From: email@example.com (Douglas Ready)
Subject: Re: UREA NITRATE Reliability
Date: 23 Jun 1996 03:48:46 GMT
>Tell us more about this "liberation" of AN, Beavis.
>How much did they get and when did they get it?
OK, here's the story as best I know it:
The Jayhawk Ordinance Works in Riverton, Kansas
was built around 1941 when it became obvious the
US was going to get sucked into WW2. It was one
of 3 or 4 virtually identical plants built in the
middle of the US where they figured the Heinkels
wouldn't be able to get at them. They made AN,
gun-cotton, ammonia, methalol, and other explosive
stuff there during the War. Later it became part
of Spencer Chemical and then Gulf / Gulf Atomic and
then Thermex Energy. Thermex went bust in the late
'80's ( 1987? ) and left the place completely
unguarded. There was a big warehouse filled to
a height of at least 20 feet with AN. It had its
own air conditioning plant which was run by somebody
for a while after Thermex folded so the stuff wouldn't
get wet and degrade or do something nasty like happened
one time down in Texas and another time in CA. Anyhow,
the fertilizer market got slack long about that time and
they couldn't get rid of all the stuff they had stock-
piled and the Development Board or whoever ran out of
money to keep looking after the place so they just let
it rot. It didn't take long for the locals to figure out
that there was lots of good fertilizer in bags and in bulk
and all you had to do was drive in and load up.
I remember one time in 1989 I went in there with a couple of friends
to show them the old "pilling towers" where they used to
make AN and you could climb up and see for maybe 50 miles
all around on a clear day. Anyhow, when we got in there were
3 or 4 guys loading up their trucks and we thought we were going
to get shot or at least get our butts kicked so we split real quick.
Later on some guys got busted for snagging copper and AN and
other stuff from the abandoned plant, but there was still plenty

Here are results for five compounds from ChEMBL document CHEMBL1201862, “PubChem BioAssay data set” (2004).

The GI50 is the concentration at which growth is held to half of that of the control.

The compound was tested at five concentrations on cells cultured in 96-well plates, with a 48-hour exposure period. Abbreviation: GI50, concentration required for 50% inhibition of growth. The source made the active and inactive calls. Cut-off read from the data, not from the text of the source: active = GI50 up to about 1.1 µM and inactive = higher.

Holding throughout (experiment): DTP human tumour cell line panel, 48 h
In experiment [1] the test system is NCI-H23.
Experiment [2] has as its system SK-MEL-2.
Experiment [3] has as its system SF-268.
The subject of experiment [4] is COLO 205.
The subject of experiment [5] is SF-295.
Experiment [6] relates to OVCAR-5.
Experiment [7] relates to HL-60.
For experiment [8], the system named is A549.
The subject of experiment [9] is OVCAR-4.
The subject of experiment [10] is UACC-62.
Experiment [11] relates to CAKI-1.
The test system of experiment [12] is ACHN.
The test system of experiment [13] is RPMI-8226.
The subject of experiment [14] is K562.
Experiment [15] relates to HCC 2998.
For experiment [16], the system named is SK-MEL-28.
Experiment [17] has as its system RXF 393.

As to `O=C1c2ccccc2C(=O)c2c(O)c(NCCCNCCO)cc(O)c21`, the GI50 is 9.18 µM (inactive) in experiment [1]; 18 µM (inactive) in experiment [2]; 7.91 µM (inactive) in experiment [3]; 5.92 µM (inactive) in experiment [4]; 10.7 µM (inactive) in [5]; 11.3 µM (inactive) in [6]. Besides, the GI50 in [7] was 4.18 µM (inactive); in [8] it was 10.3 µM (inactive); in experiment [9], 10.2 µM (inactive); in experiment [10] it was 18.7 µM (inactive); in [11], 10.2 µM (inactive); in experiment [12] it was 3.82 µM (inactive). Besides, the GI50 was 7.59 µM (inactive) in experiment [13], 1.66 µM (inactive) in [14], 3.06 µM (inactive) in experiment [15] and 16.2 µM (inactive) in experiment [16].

of chemical stuff including "red primer" and caps and other
goodies lying all over the place at least until 1994 when
the Feds went in and cleaned the place out.
I don't know how much AN got liberated out of there, but I
can say for sure it must have been hundreds if not thousands
of tons. I mean those warehouses were BIG and everybody for
miles around knew about it for years. To this day there are
lots of homes in the area with stainless steel plumbing and
bags and bags of AN in the garage that came out of that plant
In 1994 they sent in a demolition crew and levelled the place
AFTER the World Trade Center thing. Coincidence? Maybe, but
I don't think so. It's a matter of public record that at least
one of the guys they sent up for that little excapade had
worked near there and certainly knew all about the AN and AP
that was in there.
From: firstname.lastname@example.org (Gerald L. Hurst)
Subject: Re: UREA NITRATE Reliability
Date: 23 Jun 1996 09:04:11 GMT
In article <9606222356591.DLITE.email@example.com>, firstname.lastname@example.org
(Douglas Ready) says:
>>Tell us more about this "liberation" of AN, Beavis.
>>How much did they get and when did they get it?
>OK, here's the story as best I know it:
Thank you for the interesting story, Beavis. The founder of Thermex
was once upon a time an associate of the inventor of Kinepak (They
started Kinetics international more or less together as a
scientist/businessman alliance). Thermex started out with a product
that some unkind souls say looked a lot like green Kinepak :)
Thermex grew very rapidly and expanded into heavy tonnage bulk
explosives before it withered. The founder subsequently sued the
biggest explosives company of them all for for allegedly causing
Thermex's demise, and I understand won some $400,000,000 and change.
Only in America.